A harsh winter can harm a vineyard in two ways – by killing the buds that form the previous year and carry this year’s crop, and more seriously, by freezing the sap and shattering the vine from within. The extent of damage from last winter is still uncertain. In northwest Michigan, growers on the Leelanau and Old Mission peninsulas along Lake Michigan and Grand Traverse Bay (which actually froze in late February) are expecting to harvest a 2014 crop only 30 percent the size of a normal vintage. Yet these areas have apparently escaped major vine kill, thanks to heavy snow cover that protected the vine roots and the sensitive area where the American rootstock is grafted to the European grape vine.

Winter damage in Virginia was worse than initial assessments indicated, according to Virginia Tech viticulturist Tony Wolf. The true extent of damage may not be known for years. Johannes Reinhardt, owner/winemaker of Kemmeter Wines in New York’s Finger Lakes, remembers the harsh 1985 winter in Germany’s Franken region. “Three years later, when we had the next heavy crop, vines damaged that winter simply collapsed,” he said. Damaged vines may also be susceptible to crown gall, a disease that can eat away at a vine’s nervous system.

No region was hit harder than northeastern Ohio, along Lake Erie and the Grand River Valley northeast of Cleveland. After a mild December, temperatures plunged from 42 degrees to minus 19 over a period of 36 hours in early January, and stayed there for several hours. There was no snow cover to protect the vines. Subsequent cold spells magnified the damage.

“As late as mid-April, we feared an entire growing wine region had been destroyed,” says Donniella Winchell, executive director of the Ohio Wine Producers Association. “Now there’s at least hope for the future.”

Restoring vineyards with the shoots emerging from the roots will not be easy, nor inexpensive. “I’m spending five times as much in labor costs to retrain these vines than if I had planted from scratch,” laments Art Pietrzyk, owner of St. Joseph winery in the Grand River Valley.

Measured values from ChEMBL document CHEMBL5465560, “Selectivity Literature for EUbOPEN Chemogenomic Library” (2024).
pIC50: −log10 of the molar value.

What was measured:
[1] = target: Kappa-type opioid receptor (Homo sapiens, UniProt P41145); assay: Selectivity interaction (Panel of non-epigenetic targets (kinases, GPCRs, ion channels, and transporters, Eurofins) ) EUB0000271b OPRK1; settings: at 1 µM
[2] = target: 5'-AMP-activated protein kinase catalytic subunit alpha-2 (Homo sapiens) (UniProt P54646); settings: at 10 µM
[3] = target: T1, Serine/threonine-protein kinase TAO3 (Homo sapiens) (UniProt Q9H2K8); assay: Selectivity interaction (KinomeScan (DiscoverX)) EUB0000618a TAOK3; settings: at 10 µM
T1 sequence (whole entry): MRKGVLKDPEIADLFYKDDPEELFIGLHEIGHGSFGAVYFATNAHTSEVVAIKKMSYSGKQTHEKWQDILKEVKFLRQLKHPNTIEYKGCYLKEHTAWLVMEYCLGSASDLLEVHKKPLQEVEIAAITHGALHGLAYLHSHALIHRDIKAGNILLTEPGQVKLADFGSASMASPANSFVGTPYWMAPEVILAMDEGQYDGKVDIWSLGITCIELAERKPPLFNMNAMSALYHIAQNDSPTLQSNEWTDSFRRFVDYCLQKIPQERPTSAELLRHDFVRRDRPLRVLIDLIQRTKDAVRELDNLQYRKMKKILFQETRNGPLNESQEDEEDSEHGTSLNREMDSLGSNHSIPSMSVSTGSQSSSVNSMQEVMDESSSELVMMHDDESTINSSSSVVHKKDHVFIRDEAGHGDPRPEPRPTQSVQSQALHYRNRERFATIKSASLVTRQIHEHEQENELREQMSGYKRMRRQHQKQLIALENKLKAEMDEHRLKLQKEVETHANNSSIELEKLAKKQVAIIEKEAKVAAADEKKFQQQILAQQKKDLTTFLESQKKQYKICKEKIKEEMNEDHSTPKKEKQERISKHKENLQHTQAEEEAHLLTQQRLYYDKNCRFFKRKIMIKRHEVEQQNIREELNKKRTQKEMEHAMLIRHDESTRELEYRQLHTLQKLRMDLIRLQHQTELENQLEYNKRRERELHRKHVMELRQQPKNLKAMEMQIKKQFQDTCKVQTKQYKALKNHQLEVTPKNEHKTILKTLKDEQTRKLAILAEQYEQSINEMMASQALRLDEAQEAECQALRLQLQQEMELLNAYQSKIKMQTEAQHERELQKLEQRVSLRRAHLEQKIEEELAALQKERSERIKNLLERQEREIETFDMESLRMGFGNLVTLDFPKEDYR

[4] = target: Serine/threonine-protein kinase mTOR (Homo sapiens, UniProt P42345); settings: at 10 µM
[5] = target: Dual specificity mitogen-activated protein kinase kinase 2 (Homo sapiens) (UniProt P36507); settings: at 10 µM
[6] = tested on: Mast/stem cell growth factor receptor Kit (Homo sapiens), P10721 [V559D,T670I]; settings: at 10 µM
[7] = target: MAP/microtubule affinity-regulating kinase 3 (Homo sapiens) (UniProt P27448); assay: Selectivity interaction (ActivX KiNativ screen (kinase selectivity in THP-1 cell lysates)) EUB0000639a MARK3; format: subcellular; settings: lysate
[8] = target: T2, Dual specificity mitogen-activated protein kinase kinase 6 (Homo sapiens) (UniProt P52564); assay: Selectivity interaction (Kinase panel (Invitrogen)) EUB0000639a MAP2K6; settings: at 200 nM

At Markko Vineyard, Esterer says he has enough inventory from two productive vintages in 2012 and 2013 to sustain him through a cropless 2014 while he restores his vineyard. “I’m retired, I have nothing else to do,” he says.

Yet he knows the damage could have been avoided, or at least lessened, if he had followed the advice of his old mentor, Konstantin Frank.

“We didn’t mound up enough,” he says, referring to the practice of piling dirt around the vine trunk to protect the sensitive graft union from winter’s wrath. “I didn’t follow Dr. Frank’s rules. After 40 years, I got lazy. I’m the only one to blame.”

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Barboursville Opens Its Cellar

Luca Paschina, the talented winemaker at Barboursville Vineyards north of Charlottesville, has long argued that Virginia needs an iconic wine that is consistently good across vintages and can age well. Such a wine is necessary for Virginia to earn a reputation as a truly world-class wine region, he says. Paschina has offered his Octagon, a Merlot-based Bordeaux blend, as such an icon. Other wineries are aiming as high with their top cuvées, but Octagon has a head start if only because Paschina has been making longer than most.

Barboursville Vineyards Winemaker Luca Paschina. (From Barboursville’s website.)

Barboursville is now ready to make a statement about the age-worthiness of its wines. In July, the winery opened Library 1821 (named for the year James Barbour took residency in the mansion designed for him by Thomas Jefferson) for weekend visitors to enjoy selected older wines from the winery’s cellar. And in August, Barboursville made older vintages of Octagon, Nebbiolo, Cabernet Franc and Malvaxia (a passito-style dessert wine) available for sale online.

I’ve been fortunate to enjoy some retrospective tastings at Barboursville over the years. Octagon, the Nebbiolo Reserve and Viognier Reserve age impressively well, remaining fresh while developing complexity and additional character over time. The Malvaxia develops an exotic richness as it mellows. Virginia wine fans are in for a treat.


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Michigan’s Varietal Variety

My recent visit to the Old Mission and Leelanau peninsulas in northwest Michigan led to me Lansing, where I helped judge the 37th annual Michigan wine competition. Michigan’s emergence into our wine consciousness seems too recent for the state to have had a competition for 37 years, but maybe I just don’t want to admit that would be about when I graduated high school.